Uber & Lyft Lose Safety Report Confidentiality in California
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Uber & Lyft Lose Safety Report Confidentiality in California

The San Francisco Public Press reports that on Thursday, March 12th, the California Public Utilities Commission unanimously voted to rescind an obscure footnote that granted sweeping confidentiality to safety reports that must be filed by Uber, Lyft and other ride-hailing companies about accidents and assaults connected with their services across the state, reversing a long-standing policy of extraordinary secrecy. While this may be the beginning of a new era of transparency, previous safety reports will remain confidential for now.

Commission President Marybel Batjer declared that the decision would promote transparency not only in an industry that plays an increasingly outsized role in the lives of Californians, but also in the commission’s own often-criticized regulation of it. The commission’s 5-0 decision removes the secrecy footnote for all future annual reports that each ride-hailing firm must file. The reports cover subjects including the total number and location of trips, instances in which drivers are allegedly under the influence of alcohol or drugs, alleged assaults involving the services and traffic accidents.

The vote left the confidentiality clause in place for previously filed annual safety reports. This position of the commission has continued to frustrate officials at local government agencies who say they need the data to improve traffic management and safety. Those reports contain data on thousands of traffic accidents that occurred around the state from 2014 to 2019.

The one-sentence confidentiality clause being overturned was inserted deep into lengthy 2013 regulations as footnote 42. This was done without public notice, amid intense industry lobbying. During the last six years, the commission has cited the footnote as the basis for withholding the safety data from members of the media, the public, and even other government agencies.

As the commission concealed this data, it conducted few studies of the firms’ driver training programs, the adequacy of their programs to screen driving records and whether there are patterns of accidents that could be addressed through safety measures, according to the agency’s responses to the newspaper’s requests under the California Public Records Act. A previously unreported agency PowerPoint summary of the secret annual reports showed that the number of accidents acknowledged by the ride-hailing firms totaled more than 1,100 per month statewide as of August 2015.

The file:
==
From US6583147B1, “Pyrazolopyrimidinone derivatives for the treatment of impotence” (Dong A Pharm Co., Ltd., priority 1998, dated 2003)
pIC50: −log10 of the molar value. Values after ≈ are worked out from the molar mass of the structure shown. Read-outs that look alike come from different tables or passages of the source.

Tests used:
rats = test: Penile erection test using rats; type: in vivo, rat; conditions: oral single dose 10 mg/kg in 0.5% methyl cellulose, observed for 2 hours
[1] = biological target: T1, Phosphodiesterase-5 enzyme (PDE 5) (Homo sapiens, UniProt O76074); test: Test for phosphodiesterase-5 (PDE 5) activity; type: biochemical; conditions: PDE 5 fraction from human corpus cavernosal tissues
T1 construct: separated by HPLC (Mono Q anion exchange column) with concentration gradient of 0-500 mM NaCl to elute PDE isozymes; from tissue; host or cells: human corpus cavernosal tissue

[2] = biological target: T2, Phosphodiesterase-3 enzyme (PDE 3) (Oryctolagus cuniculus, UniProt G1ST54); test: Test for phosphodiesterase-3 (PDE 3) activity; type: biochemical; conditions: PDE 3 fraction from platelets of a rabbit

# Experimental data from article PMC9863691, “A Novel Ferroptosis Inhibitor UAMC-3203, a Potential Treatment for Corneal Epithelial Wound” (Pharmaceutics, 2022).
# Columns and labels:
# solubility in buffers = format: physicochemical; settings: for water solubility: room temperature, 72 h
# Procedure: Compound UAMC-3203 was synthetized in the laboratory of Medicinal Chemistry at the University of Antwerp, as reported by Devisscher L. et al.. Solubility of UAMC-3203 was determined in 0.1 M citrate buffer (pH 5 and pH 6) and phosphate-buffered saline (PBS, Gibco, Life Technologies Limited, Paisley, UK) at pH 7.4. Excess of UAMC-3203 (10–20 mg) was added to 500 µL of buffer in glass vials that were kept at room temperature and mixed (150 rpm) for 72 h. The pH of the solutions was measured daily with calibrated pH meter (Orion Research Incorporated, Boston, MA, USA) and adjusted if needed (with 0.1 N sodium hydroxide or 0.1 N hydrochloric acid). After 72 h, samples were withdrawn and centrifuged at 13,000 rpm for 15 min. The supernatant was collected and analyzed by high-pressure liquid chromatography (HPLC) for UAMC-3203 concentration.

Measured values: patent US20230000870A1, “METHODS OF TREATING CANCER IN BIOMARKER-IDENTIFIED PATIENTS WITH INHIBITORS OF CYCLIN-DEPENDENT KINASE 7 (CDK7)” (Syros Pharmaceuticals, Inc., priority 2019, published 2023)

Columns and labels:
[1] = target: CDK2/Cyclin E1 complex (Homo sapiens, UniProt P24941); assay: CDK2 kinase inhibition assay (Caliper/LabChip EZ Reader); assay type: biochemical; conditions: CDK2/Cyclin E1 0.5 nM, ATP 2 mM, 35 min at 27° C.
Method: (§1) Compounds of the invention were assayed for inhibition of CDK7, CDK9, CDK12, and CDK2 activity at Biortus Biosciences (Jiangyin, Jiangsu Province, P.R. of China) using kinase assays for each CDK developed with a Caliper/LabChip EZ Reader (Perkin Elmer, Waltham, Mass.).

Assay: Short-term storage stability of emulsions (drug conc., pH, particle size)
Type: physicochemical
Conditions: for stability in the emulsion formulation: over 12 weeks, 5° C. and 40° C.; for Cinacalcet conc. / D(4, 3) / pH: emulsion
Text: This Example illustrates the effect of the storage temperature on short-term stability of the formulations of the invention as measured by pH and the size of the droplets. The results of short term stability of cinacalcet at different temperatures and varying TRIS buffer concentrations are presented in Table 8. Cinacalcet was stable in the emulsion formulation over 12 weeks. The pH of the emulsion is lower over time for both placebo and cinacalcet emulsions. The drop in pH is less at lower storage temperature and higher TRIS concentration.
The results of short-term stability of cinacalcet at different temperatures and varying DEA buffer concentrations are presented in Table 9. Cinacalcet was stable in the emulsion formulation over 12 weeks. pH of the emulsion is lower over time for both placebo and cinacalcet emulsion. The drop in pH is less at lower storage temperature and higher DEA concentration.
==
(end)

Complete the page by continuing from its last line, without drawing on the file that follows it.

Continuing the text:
A separate study by the commission and the California Department of Insurance, which was also previously unpublicized, determined that insurance companies incurred $185.6 million in payouts from 9,388 claims related to traffic accidents involving ride-hailing vehicles across California for the years 2014 to 2016.

The decision explains the agency’s reasoning, noting that when California became the first state to regulate ride-hailing, in 2013, the commission required each firm to submit the detailed annual reports. At the time, it allowed the “nascent” firms to submit them confidentially because it accepted their claims that making the data public could compromise sensitive information and place them at “an unfair competitive disadvantage.” According to the decision, since then the agency has gained a greater understanding of ride-hailing operations that requires ending the presumption of confidentiality. At this point there are no rivals to Uber and Lyft’s huge market share, a fact that undercuts their claims that releasing the data would harm their business.

The commission has gradually adopted stricter standards for all regulated companies seeking to keep records they submit secret. For decades it was routine for firms in various industries to simply stamp their papers with a confidentiality notice. But the law has evolved and companies are “no longer entitled to a presumption of confidentiality,” says the decision. Under commission rules adopted in 2017, they must make a detailed showing of why each page, section or field of a document must be confidential based on current law and the information at issue.

A spokesman for Uber declined to comment on the vote, and a spokeswoman for Lyft did not respond to a request for comment.